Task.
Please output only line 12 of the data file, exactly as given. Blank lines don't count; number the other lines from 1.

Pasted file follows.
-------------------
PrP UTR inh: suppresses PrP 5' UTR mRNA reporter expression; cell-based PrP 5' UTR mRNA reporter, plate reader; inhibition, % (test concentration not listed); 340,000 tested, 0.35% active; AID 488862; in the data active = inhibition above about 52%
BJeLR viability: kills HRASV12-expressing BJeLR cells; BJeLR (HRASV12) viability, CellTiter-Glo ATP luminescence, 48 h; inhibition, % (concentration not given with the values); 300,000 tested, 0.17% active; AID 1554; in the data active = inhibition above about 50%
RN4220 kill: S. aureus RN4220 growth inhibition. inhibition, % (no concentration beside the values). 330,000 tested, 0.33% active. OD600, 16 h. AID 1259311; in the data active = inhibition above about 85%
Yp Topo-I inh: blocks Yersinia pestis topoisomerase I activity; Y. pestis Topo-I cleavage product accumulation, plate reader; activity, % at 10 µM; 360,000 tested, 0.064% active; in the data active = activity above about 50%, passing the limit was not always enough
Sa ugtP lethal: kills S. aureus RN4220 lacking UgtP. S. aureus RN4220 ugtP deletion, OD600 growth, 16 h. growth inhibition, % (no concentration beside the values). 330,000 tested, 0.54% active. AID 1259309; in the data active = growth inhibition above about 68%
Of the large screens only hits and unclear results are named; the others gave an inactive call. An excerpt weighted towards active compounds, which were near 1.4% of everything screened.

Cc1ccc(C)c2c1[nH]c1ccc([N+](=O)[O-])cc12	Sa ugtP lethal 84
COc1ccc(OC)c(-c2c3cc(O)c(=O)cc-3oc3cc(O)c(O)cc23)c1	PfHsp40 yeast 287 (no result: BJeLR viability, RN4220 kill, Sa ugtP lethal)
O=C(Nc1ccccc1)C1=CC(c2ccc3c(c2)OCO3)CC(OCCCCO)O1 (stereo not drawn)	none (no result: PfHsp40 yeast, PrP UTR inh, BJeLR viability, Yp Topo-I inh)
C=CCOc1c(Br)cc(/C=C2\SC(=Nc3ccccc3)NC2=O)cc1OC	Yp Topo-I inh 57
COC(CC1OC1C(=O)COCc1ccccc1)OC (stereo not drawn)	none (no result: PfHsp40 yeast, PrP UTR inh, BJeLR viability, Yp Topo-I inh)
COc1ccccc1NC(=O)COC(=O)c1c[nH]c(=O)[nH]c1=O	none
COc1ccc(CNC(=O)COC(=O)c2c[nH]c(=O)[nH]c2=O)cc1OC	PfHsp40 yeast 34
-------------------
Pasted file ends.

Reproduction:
COc1ccccc1NC(=O)COC(=O)c1c[nH]c(=O)[nH]c1=O	none